I’m Peng Su (鹏·苏), a xieyi artist originally from North China and now settled in Devon. I paint to honour my great-grandpa Baozhang, explore my love of imperfections, and share my own and nature's stories.
In addition to teaching this traditional art form through workshops and private tuition, I continue to develop my own experimental style – drawing on both my cross-cultural experiences and years of technical practice.
I’ve written a little more about my life and work below. I love meeting anyone with a passion for nature or art, so do get in touch!
Baozhang and China
I grew up in North China and spent most of my time running around shoeless outdoors. I mostly had pet insects and birds as well as attempting to grow every plant I could despite the 40-degree summers. I was perfectly content to spend my days watching plants grow and insect wings flicker – perhaps to the dismay of my parents! In the cold months I would go ice-fishing, and desperately try to keep crickets warm so they’d keep singing over the winter. Life is rarely so simple, so I’m happy to have these memories.
I was lucky enough to practise art and traditional Chinese painting with my great-grandpa Baozhang. He was a local photographer and artist known for his bold yet carefully planned style in flower, fish, and landscape paintings. His favoured style was elaborate gongbi with elegant calligraphy, and I would watch as he painted layer after layer over several days, gradually building up a delicate loving image. I believe they were important lessons in appreciating small things and the power of patience.
Baozhang peacefully passed away at the age of 94 and many of his beautifully painted scrolls and fans went from hanging on walls to storage in humidity-controlled boxes. I continued to pursue my love of nature through drawing and education, hoping to honour my great-grandpa’s kindness and passion for beauty in the world around him. Later I returned to full-time to painting, developing my skills through study of previous master’s works and continued observation of wildlife.
My style is developed from traditional xieyi; a freestyle form of Chinese painting in which the emphasis is on the brush strokes and feeling, rather than the exact colours and details. I am inspired by ming/qing dynasty artists Xu Wei and Bada Shanren. Their use of ink and brushstrokes were economical yet expressive in depicting the spirit of the subject matter, while their personal lives significantly relate to their compositions, experiences, and humour. Their masterpieces give the impression that xieyi painting can be more realistic than reality – reflecting emotional and spiritual responses to the world with impressionist brushstrokes worked within the artist’s mind.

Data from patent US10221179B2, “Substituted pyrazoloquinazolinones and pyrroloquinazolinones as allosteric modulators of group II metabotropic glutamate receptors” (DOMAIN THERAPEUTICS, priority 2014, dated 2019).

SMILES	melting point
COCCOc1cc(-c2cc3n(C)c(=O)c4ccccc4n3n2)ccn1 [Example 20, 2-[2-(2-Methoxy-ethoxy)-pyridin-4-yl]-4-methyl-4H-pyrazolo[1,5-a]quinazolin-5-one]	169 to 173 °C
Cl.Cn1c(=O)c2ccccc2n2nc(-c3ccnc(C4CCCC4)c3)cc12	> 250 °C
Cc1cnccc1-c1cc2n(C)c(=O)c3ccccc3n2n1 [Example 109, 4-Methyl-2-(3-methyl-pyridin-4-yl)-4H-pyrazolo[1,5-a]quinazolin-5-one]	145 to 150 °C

While I paint and teach traditional xieyi, my own and experimental work is also inspired by Japanese sumi-e and Western watercolour.
The beauty of Japanese sumi-e is in making the most of the water in the brush and the bleeding of the ink on the washi paper. This ultra-thin paper has the special ability to record each brushstroke in order. When I look at a painting, it moves and feels as if the artist is painting in front of me, forming a window through which viewer and artist are connected. By reverse engineering these brushstrokes I can continue developing my knowledge and techniques over time. Having spent time in Japan I am particularly interested in the value of blank space, inter-connectivity, and flow.
After moving to the UK, I discovered more botanical and impressionistic watercolour paintings. I loved the attention to miniscule details and sense of storytelling and atmosphere, and started to include the more Western use of light in my own work. While it requires adapting to xieyi painting materials, I feel it brings a sense of time, place, and season – with a subtlety beyond the use of seasonal plants and migratory birds.
In my current work I use my practical experience to express the beauty of nature in its most real form. I like to include details such as backwards facing flowers, old broken stems, and crusty browning leaves. Sometimes the stories in my work show interaction between nature and less classically beautiful human elements; snails crawling up a can of slug repellent, rats feasting on the remains hanging from a cheese grater, or a clever cockroach balancing on a mouse trap. Whether it’s a cultural difference or modernisation, I increasingly feel we see ourselves disconnected from nature – like it’s a beautiful thing to observe from a window rather than a story we’re a part of.
While I practise most areas of Chinese ink work, I particularly enjoy painting small animals, birds, insects, and fish. I like to paint what I love and am familiar with, rather than continuing the cycle of copying second-hand what previous masters were surrounded and inspired by. While this repetitive duplication is needed to develop your brushwork, Chinese painting ultimately relies on having such familiarity with the subject matter that you can paint from memory. I believe only then can you capture the spirit of the subject and your experiences in the work.
Moving to the UK I've enjoyed discovering how much people enjoy painting classical Chinese landscapes. Now I hope to capture the beautiful countryside and dramatic scenery in the UK. As people with different experiences and from different environments learn ink brush painting, I believe it can cross cultural borders and evolve. We can all feel the free spirit through the brushstrokes, the texture through contrasting ink effects, and the messages hidden in blank spaces.